Competition a game changer in PHL economy
by Arsenio M. Balisacan, PhD
March 18, 2018
It’s high time we address the restrictive economic policies and anticompetitive business practices that have proven too costly for the Philippines and led to the highly unequal distribution of opportunities.
Studies have shown how more competition contributes to overall productivity and growth of firms or sectors of the economy. For the ordinary Filipino, greater competition means lower prices, better quality and more choices. Competition also promotes innovation, which improves the economy’s efficiency and potential, especially with the advent of cutting-edge technologies.
In recent years, the Philippine economy has enjoyed a surge of growth and stability that has made it one of the fastest growing in the world. The country’s economic growth rate of 6.3 percent from 2010 to 2017 was the highest eight-year average expansion since the late-1970s.
Yet, the conversion of this stellar economic performance to poverty reduction has been slower and weaker than expected. Part of the blame lay in the weak state of competition in industries or sectors that matter much to the poor.
Weak competition, in turn, arose from several decades of policy distortions, prohibitive regulations and underinvestment. Policies on import substitution, quantitative restrictions and high import duties, as well as restrictions on foreign investments have inoculated domestic industries from the tides of competition and innovation from abroad.
This led to the stagnation of local industries, nurturing in their stead monopolies and oligopolies in areas as diverse as manufacturing, utilities, telecommunications and transport—all at the expense of the Filipino consumer who has had to suffer a double whammy of high prices and poor quality of goods and services.
True, there was a rare period in the 1990s when some industries were opened up to competition, notably air transport, power and telecommunications. This wave of liberalization ushered in not only a healthy dose of economic growth but also a partial suppression of market power and industry concentration, in turn, leading to affordable services and improved quality (witness here budget airfares and the wider access to telecommunications).
Today market power continues to reign over vast areas of the economy. In some sectors or industries earlier opened up to competition, market power has returned with a vengeance.
A 2017 study by the World Bank shows that poor competition hampers several industries, including telecommunications, shipping, air and water transport, water, electricity distribution, agriculture, cement, pharmaceutical drugs and downstream oil. Dismantling these remaining concentrations of market power will help spur not just aggregate growth, but also improve consumer welfare.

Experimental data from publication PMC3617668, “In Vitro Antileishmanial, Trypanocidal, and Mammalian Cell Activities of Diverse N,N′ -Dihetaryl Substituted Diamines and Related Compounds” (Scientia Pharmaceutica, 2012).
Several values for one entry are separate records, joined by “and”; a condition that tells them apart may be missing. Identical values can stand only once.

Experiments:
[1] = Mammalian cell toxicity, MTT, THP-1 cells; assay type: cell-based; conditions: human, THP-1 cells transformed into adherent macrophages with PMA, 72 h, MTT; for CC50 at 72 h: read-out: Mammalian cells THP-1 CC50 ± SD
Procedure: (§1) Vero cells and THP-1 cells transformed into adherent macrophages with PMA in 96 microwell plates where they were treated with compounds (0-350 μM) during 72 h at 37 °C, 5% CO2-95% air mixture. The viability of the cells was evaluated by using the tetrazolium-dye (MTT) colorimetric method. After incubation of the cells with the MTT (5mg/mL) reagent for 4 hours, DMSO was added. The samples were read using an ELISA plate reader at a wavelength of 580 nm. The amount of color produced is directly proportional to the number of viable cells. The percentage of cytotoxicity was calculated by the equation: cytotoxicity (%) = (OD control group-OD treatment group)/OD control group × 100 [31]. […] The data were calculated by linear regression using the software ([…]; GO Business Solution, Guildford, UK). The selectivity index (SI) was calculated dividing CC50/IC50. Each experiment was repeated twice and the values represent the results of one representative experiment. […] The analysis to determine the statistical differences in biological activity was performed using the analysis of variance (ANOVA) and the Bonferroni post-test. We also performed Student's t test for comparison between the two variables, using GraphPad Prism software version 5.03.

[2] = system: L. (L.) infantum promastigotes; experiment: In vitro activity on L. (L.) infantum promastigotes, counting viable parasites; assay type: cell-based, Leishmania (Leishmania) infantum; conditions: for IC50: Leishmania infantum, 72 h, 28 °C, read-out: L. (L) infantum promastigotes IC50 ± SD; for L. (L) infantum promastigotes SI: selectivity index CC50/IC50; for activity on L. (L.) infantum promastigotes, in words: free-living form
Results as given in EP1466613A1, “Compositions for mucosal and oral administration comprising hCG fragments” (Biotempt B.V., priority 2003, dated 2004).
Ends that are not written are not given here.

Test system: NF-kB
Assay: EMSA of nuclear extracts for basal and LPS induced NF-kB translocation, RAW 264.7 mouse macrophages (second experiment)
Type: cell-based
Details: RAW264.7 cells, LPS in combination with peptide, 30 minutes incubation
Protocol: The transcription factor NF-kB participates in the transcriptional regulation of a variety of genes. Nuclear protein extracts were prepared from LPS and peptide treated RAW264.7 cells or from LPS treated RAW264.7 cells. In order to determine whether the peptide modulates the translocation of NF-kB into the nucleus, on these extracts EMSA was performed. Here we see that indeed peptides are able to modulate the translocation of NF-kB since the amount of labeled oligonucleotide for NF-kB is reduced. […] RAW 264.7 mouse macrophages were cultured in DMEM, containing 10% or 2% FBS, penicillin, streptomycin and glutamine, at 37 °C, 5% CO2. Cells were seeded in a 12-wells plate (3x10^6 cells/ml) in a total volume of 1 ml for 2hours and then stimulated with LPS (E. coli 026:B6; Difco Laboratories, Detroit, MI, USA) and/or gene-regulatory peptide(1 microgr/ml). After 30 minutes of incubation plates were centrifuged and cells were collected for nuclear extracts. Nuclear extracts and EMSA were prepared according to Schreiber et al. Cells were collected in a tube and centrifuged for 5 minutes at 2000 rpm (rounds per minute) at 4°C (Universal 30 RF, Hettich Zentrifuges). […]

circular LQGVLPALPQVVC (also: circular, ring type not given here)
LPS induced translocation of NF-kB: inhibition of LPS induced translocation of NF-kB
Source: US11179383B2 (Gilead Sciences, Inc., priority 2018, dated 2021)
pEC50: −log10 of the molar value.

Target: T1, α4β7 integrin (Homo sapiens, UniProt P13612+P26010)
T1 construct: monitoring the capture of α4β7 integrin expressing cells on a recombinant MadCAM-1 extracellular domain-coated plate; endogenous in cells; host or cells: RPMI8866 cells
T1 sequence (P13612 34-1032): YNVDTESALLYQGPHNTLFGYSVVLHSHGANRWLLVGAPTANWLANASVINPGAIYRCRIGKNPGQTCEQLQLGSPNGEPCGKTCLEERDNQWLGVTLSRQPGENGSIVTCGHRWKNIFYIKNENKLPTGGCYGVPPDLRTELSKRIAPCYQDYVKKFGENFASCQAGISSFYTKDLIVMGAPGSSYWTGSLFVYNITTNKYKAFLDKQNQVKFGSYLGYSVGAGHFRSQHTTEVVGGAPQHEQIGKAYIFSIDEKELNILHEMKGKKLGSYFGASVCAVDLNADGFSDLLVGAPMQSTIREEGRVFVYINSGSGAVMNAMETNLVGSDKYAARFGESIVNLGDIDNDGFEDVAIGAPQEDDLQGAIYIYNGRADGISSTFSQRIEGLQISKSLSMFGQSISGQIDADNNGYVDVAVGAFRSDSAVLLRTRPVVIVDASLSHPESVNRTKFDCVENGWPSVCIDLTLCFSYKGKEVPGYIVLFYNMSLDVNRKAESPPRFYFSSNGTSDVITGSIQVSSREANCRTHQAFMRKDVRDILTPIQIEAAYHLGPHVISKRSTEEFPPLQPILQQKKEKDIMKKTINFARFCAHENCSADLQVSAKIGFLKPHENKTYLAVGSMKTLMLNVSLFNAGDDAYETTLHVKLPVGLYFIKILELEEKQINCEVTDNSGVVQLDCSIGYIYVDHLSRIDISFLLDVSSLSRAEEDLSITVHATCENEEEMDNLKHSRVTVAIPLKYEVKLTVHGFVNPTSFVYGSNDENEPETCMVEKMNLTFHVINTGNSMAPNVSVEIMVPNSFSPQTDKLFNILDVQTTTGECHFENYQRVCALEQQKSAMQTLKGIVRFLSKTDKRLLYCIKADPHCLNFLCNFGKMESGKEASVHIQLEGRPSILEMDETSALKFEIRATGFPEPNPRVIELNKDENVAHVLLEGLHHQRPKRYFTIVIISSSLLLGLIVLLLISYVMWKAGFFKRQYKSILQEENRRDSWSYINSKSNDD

Small and medium enterprises have also found it difficult to thrive in an environment where a level playing field is more of the exception than the norm, thus hindering their growth, and by extension, employment opportunities.
The Philippines has failed to become a significant player in the prospering Asian region, which is worrisome, amid the push for Asean economic integration. There is a need to step up the competitive environment in the Philippines to take advantage of the tectonic economic shifts occurring across the region.
That is why the passage of the Philippine Competition Act, and with it, the creation of the Philippine Competition Commission (PCC), are steps in the right direction. To perform its mandate of promoting market competition, the PCC is tasked to prohibit anticompetitive agreements and acts. Certain large firms enjoying dominant market position are barred from abusing their position to limit competition.
The PCC is also tasked to prevent mergers and acquisitions that substantially lessen competition. Given these mandates, how can we build trust in the pursuit of a more competitive business environment?
As the PCC takes initial steps toward a more level playing field, one of the most important challenges is establishing a broad support not only among industry players and fellow regulators, but also from the public, who, ultimately, will benefit from greater competition in the country.
Far from being an additional bureaucratic layer or cost to doing business, the commission should be seen as an exponent of the welfare of both producers and ordinary Filipinos.
Rest assured, the PCC adheres to global best practices and listens to the needs and aspirations of the people. It establishes links with competition agencies abroad to gain insights from their rich experience and keep abreast of latest developments in competition law and economics. This spurred the recently organized 2018 Manila Forum on Competition in Developing Countries.
In sum, the country has waited for so long to see the establishment of a comprehensive and coherent competition law and policy. Now that we are on our third year of operation, we realize that the challenge before the Commission remains daunting.
It may take years before we could iron out long-established anticompetitive behaviors and practices in the country, and we are certainly bound to encounter much opposition along the way. In these, we can assure the public that the PCC is committed to ensuring the highest level of integrity, independence, and fairness in the performance of our duties. The competitive Filipino people deserve no less.
Dr. Arsenio M. Balisacan is the chairman of the Philippine Competition Commission and Professor of Economics (on secondment) at the University of the Philippines Diliman. Prior to his appointment to the Commission, he served as Socioeconomic Planning Secretary and, concurrently, Director-General of the National Economic and Development Authority.
(Originally published on Business Mirror’s Competition Matters column on March 18, 2018 here.)